Small enough to know you. Large enough to serve you.

Toldot 5777 (Rabbi Neil’s Sermon 12/2/16)

Rabbi Neil SchumanOn Shabbat night there’s a tradition to bless one’s children. To our sons we say, “May God bless you like Ephraim and Menasheh. To our daughters, we say, “May God bless you like Sarah, Rebecca, Rachel and Leah.” We do this for all of our children. What would the family dynamic be like if we only blessed some of the children? What would the world look like if some communities, ethnicities or countries felt beloved while others felt rejected? They’d feel jealous and awful about themselves and violence would be prevalent. Much of the aggression we see across our country and the planet are certainly due to such feelings of jealousy and rejection.

Unfortunately, favoritism is pervasive in many of our foundation stories.  Abraham has two sons, Isaac and Ishmael. In the episode of the Akeidah, God tells Abraham (Genesis 22:2) “please take your son, your only one, the one you love…” Our version of the story ends up specifying “Isaac”.  The Islamic version though reads “Ishmael”, for if only one son can be the chosen and loved one, each ethnicity is going to promote their own forefather.

As we enter the next generation, Isaac has two sons, Esau and Jacob, born seconds apart as Jacob emerged from the womb holding onto the heel of his brother. Yet, Isaac has just one blessing. Isaac is a father who believes that he has to choose between his older and younger sons, he can’t imagine blessing both. Even after unknowingly blessing Jacob, he tells Esau “But I have made him master over you: I have given him all his brothers for servants, and sustained him with grain and wine. What, then, can I still do for you, my son?” (v. 37). In the end, he concedes to bless Esau, but only on the condition if Jacob fails with his divine task.

This behavior carries into our third generation as Jacob blesses his children in the same detrimental way. He openly favors Joseph in his lifetime, causing poisonous jealousy among the brothers, and on his deathbed he mainly blesses Judah and Joseph, while the first three sons don’t even receive a blessing.

Moreover, there’s a wild midrash that speaks mountains about inequality in our initial mankind story. The first chapter in the Torah reads, “And God created man in His image, male and female he created them. And God blessed them saying to them, ‘Be fruitful and multiply, fill the earth and develop it.” Clearly, man and woman were meant to be equals.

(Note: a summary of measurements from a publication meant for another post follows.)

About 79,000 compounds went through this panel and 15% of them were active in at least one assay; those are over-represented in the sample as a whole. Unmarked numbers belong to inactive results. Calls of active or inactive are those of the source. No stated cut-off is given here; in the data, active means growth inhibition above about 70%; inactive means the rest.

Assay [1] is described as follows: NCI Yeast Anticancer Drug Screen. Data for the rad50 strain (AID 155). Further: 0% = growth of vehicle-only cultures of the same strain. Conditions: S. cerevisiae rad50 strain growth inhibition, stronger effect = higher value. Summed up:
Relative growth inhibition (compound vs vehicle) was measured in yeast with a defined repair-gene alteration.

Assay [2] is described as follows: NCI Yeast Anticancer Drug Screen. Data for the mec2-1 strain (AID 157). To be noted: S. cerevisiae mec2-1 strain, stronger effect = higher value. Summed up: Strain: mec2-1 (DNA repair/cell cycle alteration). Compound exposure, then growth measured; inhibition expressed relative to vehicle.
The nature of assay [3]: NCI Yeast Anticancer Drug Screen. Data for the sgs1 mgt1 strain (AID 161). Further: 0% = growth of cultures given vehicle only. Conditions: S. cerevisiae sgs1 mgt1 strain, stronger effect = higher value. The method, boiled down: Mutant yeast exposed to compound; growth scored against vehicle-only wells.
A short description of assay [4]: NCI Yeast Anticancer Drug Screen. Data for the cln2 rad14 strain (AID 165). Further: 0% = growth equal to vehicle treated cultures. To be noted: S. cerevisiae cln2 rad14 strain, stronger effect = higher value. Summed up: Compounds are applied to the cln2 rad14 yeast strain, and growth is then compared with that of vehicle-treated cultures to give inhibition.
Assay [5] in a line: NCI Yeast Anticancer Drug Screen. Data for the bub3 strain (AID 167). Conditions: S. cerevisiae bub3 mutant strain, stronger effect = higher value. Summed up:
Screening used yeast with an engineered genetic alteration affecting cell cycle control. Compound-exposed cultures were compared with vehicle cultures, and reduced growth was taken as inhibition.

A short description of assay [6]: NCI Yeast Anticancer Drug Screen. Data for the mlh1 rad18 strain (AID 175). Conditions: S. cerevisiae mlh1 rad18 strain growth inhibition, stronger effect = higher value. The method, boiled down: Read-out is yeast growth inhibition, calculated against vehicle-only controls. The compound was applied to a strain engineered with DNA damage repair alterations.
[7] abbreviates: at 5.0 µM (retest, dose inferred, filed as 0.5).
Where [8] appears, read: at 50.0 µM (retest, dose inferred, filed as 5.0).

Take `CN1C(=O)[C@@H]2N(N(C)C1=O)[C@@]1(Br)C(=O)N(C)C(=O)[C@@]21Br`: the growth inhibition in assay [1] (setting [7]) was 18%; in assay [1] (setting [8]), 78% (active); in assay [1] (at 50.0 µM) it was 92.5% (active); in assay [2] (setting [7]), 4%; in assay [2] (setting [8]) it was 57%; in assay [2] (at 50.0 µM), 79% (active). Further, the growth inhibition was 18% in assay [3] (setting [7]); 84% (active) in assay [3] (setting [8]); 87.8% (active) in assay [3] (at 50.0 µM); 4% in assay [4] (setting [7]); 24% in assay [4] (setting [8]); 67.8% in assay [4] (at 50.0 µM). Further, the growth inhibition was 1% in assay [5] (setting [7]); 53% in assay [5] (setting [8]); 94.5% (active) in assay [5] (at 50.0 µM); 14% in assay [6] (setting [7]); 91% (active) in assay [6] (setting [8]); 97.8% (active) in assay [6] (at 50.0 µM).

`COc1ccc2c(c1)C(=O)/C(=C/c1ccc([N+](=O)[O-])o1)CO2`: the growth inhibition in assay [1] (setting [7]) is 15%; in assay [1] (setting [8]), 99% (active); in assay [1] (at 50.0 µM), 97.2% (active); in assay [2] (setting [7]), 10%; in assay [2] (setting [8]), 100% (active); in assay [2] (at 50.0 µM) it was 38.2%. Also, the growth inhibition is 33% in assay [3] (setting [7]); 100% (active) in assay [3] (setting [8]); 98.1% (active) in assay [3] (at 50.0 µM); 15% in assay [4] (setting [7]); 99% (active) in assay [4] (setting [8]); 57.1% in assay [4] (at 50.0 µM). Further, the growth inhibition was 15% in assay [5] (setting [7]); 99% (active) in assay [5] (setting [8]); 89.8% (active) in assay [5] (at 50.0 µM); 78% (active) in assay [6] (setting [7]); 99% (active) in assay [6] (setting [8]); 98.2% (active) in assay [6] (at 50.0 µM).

The Chapter two story, on the other hand has Adam being created first and then Eve being made to save him from loneliness. “And God said, ‘It’s not good for man to be alone, I’ll make for him a proper helpmate.’ And God built the rib that he took from the man into a woman and He brought her to the man.”

Why do we need two Creation stories? One midrash says the first story is about Adam and his wife Lilith. She wanted equality in the relationship but Adam refused, so she left. Adam is lonely and then God creates Eve. Eve accepts her secondary, supportive role.

But as a progressive religion, we hope for equality and blessing for all. That’s why most new siddurim have amended the Shalom blessing in the Amidah and Kaddish to include peace for all peoples. Additionally, the days of “behind every great man is a great woman” are gone, for that relationship is currently reciprocal; both spouses need to support each other ( especially to be able to live in Nassau county!)

At one time in history, it was thought that only one can be on top, only one brother can receive the blessing. Such inequality brought about only jealousy and bloodshed. We now see God’s love and the Earth’s abundance in a more generous light. Without anyone losing out, we can all be blessed.

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